One of the things I'm really bad with when making characters is goals and motivations. I can make the stat line. I can make the character. I can make the backstory. I can put all those together. I can even probably give you a sense of who the person is. However, when it comes to what their goals are, or why they do the things they do, I struggle.
Some games make this easy, at least to start. For example, in Shadowrun you can just make someone who has a specific set of skills and a need to eat and pay rent with dreams of being so rich they don't have to work for that in the future. Easy peasy, you have the default motivation of every other shadowrunner and it doesn't need to be deeper than that.
More open games like D&D? (yes, I just called D&D open) and I kind of struggle. You put "Goals and Motivations" on the sheet, or ask me to answer them and I may be able to give you some really big goals, but probably not. I am more likely able to give you shorter term goals (i.e. "I want a bucket." to steal one from a friend.) but the problem with short term goals are they are easily fulfilled and then what? What do you do when three adventures in and some lucky loot rolls you have enough to buy that tavern?
Fortunately, the GM usually has a plan for what is going on in the game. Then, being a good player I can just get involved in the plot. Eventually, through interaction with the game, my character has that as a reason to conitnue forward. This works in quite a few games, but not all of them. Sometimes the game becomes more PC run, with the PC goals deciding what is going on. At those points, my character is often at a loss. Which leads to less interaction. Which can lead to less play, and - potentially - less fun. Worse, even if it is fun, it can look to the GM like I'm not interested/involved, which then makes them wonder what they're doing wrong. Only, the problem isn't them. The problem is my character has no goals because I am bad at setting them.
Which is where the topic of this post comes in. My firm belief as a GM and as the writer of this blog is that it is not a failing of the GM if someone doesn't engage with the game. It could be a problem with what the GM is doing, but being involved in the game - an active participant in it - is as much, if not more, on the player than the GM. The GM has to run the game, manage all the PCs, and take care of all that other stuff. The player is supposed to manage their character, and part of managing that character involves them having a reason to participate.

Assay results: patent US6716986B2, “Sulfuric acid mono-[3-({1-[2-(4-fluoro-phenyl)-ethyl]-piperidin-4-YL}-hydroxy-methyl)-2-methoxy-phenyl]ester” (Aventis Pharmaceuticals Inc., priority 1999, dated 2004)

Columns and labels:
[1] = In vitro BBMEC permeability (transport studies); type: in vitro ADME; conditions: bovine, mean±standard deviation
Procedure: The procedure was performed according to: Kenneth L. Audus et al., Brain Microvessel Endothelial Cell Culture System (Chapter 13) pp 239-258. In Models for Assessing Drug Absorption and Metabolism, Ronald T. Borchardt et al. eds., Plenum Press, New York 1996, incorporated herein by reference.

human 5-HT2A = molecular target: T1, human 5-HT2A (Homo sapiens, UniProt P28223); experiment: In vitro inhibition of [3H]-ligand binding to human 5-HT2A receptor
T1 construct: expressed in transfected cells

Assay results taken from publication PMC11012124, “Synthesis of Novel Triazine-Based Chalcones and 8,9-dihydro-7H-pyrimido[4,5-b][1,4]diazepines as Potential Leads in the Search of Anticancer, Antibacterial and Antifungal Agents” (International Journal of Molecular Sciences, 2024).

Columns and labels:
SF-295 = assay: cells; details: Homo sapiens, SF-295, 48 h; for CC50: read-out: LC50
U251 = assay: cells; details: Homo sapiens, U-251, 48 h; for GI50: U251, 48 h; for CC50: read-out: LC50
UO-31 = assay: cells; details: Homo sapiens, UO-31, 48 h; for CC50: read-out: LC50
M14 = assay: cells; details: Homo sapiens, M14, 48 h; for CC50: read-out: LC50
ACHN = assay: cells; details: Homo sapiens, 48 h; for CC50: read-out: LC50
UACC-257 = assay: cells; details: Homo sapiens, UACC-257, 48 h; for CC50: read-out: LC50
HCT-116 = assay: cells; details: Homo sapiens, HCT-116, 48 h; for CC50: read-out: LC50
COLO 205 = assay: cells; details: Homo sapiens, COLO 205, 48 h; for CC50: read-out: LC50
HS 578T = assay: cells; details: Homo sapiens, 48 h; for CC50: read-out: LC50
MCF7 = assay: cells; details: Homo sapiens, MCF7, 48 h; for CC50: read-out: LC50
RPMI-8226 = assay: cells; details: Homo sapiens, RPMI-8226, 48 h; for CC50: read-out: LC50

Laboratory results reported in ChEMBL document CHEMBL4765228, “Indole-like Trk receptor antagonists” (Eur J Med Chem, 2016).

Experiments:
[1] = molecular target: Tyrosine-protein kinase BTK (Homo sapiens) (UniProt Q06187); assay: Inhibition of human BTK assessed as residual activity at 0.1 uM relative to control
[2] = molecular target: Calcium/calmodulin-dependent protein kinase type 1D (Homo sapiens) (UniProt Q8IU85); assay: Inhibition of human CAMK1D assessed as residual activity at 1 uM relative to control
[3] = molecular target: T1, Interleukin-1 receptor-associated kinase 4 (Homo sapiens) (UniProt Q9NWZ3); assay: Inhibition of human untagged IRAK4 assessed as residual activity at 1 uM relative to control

Because of this belief I have told players at the beginning of my game that it is on them to make a character that wants to be an adventurer/shadowrunner/superhero/whatever the game is about. And that it is on them to make a character that wants to be part of the group. Anyone who doesn't handle this could very well find themselves twiddling their thumbs because I'm going to focus on the players who made characters for the game I'm running, not one that is only tangentially related.
I ask this question because I've had some very poor experiences with games as a GM where people did not do this. I'm running a super hero game, but half the group aren't playing heroes they're playing people who don't want their powers, and certainly don't want people knowing they have those powers or can use them. They ran from problems instead of towards them. Which also meant they never grouped up. Which made the game both very hard to run, and not very fun. I ended up killing that game because I found myself actually hating it to the point every session I had to convince myself to not cancel it, and then wondered after why I didn't do that.
What happens when I turn the question around though for my own characters? Ultimately this is just "motivation" for the character, but phrased as this question it can be broken down a bit more.
For example in D&D instead of "What is your motivation?" you can ask "Why is this character an adventurer." This then further expands to "Why does this character go out into the wilds, fight monsters, go into the monsters home and fight them there, and loots those places?"
This question is a lot more direct. Because a motivation could be "to prove the value of this school of martial arts" but being an adventurer doesn't necessarily do that, and what constitutes proving it? However, answering the direct question tells you why you are doing exactly what the game is about.
If you can't answer this right away, it is worth discussing it with your GM. Ask what type of stuff is coming up in the game. What kind of characters are needed. And see how you can shape your idea to meet that. Ultimately though, ask yourself that question for every character you have. "Why does this person adventure?" or "Why does this person get involved in adventures?" (to have a more generic version for all games.)
Once you have that you can try to answer other questions like what do they want to get out of it, what do they hope to accomplish. But start with what makes them the kind of person that hears about ghost ships appearing in the harbor, the undead walking the graveyards at night, or a dragon attacking small towns and think to themselves "I should go there and look into that!"